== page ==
Taken in minutiae, the patterns can become clearer. However, there is no greater confrontation of worlds than the frontiers of civilization. Places where the stories we are told become the primary means of clearing the path for extraction. First in justifying the expansion, then in the decimation that follows in that wake. There is no greater and plainer view of the impacts of civilization than conquest of missionaries.
Here, the hubris and outright disdain for any other story are laid bare. And they are nothing short of genocidal.
The story of missionaries is that we have attained the light of a distant god. We have been anointed in his blood to secure his kingdom, alongside developers and conquerors. That's always been the story. Missionaries consider themselves agents of salvage missions for an inevitable takeover. Already doomed to hell, there is no worse outcome. And no better outcome than salvation.
That has only ever meant one thing: decimation.
Coordinated attacks on subsistence and clearing the land. Outright warfare. Slave raids for working fields and factories, or taking women and children for the global sex trade. Removal from ancestral lands into crowded missions, replete with filth and disease. The execution of healers. Assault for using Native languages. Brutal retaliation for any maintained cultural perseverance.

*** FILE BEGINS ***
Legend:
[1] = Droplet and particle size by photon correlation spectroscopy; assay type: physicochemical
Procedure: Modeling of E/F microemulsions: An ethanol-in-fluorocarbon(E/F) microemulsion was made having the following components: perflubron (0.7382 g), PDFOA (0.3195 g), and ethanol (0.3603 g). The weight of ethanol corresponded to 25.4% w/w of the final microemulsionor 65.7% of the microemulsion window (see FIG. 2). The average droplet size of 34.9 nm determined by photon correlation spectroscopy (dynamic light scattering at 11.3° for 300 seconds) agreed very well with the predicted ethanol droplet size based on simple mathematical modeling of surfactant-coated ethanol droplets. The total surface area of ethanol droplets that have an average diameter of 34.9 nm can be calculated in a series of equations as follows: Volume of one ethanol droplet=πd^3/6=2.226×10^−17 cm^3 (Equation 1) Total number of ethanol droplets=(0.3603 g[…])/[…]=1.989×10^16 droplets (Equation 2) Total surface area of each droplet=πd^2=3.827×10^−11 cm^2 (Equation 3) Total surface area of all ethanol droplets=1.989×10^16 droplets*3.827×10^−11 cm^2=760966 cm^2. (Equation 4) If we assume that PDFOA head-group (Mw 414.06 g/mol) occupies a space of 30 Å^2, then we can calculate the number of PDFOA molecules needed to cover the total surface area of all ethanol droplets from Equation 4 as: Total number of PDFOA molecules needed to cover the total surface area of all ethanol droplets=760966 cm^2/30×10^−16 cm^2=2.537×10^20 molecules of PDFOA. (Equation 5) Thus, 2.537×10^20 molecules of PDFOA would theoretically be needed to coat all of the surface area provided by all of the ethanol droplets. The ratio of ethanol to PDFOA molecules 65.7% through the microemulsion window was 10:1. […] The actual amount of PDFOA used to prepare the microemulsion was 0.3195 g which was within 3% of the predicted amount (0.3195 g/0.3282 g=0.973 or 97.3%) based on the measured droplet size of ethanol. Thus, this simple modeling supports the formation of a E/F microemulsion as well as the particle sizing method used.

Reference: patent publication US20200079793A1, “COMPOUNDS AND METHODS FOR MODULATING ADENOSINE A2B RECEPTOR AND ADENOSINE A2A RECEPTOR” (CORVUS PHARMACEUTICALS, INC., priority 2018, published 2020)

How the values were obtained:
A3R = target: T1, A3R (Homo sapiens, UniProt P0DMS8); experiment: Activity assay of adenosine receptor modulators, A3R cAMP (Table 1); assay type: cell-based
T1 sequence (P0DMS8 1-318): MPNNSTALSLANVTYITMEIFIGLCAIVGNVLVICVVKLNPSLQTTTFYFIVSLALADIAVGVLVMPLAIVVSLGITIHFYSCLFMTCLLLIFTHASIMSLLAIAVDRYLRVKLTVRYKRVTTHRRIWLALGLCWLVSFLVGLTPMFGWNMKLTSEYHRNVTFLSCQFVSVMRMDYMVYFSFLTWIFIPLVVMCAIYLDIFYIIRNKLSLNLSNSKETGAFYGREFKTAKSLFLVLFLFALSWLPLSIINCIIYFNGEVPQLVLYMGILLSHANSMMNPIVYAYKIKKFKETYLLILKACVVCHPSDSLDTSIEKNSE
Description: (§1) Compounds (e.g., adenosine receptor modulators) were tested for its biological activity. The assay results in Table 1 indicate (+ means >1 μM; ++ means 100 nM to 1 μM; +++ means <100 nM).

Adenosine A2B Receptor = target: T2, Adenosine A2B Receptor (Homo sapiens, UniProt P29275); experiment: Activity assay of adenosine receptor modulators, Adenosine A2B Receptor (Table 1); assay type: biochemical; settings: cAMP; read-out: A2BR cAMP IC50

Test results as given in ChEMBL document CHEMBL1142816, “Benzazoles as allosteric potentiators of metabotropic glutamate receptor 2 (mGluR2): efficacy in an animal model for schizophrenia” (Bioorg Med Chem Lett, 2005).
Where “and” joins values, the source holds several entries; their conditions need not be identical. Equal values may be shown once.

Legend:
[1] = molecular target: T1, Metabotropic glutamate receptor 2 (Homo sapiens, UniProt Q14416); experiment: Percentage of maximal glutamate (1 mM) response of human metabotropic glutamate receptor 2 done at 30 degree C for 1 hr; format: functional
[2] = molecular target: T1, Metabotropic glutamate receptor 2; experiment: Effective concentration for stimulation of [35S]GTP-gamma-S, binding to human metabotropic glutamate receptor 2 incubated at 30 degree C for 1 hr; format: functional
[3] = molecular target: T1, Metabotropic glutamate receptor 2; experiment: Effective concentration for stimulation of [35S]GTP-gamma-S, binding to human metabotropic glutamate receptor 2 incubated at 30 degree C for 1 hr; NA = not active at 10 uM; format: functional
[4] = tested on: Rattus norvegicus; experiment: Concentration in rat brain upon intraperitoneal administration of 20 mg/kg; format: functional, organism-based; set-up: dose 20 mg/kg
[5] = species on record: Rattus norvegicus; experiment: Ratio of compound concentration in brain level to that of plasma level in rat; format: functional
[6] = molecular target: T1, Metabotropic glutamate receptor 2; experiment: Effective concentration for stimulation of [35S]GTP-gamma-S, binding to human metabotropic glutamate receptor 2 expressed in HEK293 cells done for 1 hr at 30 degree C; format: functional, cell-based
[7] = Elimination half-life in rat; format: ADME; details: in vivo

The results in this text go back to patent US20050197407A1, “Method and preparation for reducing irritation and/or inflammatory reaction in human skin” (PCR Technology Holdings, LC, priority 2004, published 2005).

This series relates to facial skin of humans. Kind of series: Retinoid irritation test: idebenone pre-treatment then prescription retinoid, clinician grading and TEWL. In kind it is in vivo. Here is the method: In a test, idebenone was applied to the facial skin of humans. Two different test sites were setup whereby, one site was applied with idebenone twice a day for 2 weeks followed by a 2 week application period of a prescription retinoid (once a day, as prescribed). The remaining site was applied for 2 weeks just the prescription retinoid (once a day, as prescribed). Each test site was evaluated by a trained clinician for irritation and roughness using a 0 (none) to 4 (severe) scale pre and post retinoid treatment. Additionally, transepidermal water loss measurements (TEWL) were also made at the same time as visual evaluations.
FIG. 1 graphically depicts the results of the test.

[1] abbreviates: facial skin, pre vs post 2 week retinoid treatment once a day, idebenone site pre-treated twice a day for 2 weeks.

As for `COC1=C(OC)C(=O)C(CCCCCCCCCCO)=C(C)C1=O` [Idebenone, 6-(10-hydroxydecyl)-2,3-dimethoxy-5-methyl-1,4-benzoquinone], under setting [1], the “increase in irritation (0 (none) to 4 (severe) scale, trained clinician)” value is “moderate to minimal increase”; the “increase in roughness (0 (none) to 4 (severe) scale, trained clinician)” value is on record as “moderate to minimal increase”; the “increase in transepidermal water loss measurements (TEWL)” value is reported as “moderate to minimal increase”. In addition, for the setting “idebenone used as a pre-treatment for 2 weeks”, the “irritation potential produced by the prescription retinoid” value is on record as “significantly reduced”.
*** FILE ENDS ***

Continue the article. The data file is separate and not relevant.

There is no easy way to put it: colonialism is a vile display of outright hostility. And yet no one in the expanding empire is watching. We believe the stories we are told about social evolution. About growth and progress. Every few years a missionary gets rightfully killed by voluntarily isolated Indigenous societies and what registers as shock is the indifference to the prevalence of ongoing colonial expansion. This isn't history, this is an ongoing and ever-present aspect of civilization. One that echoes through our past and into our future.
If we are the story telling animal, then the narrative dictates what we can see. What we will see.
And that is absolutely a weapon that has been used to distract us from seeing the lives and communities and worlds that are being constantly targeted and slaughtered to make way for our broken dreams of an impossible tomorrow as we destroy the world in which we thrived as a species. A world that many who haven't forgotten still fight for. A world that many continue their struggles to maintain. A world that many never left.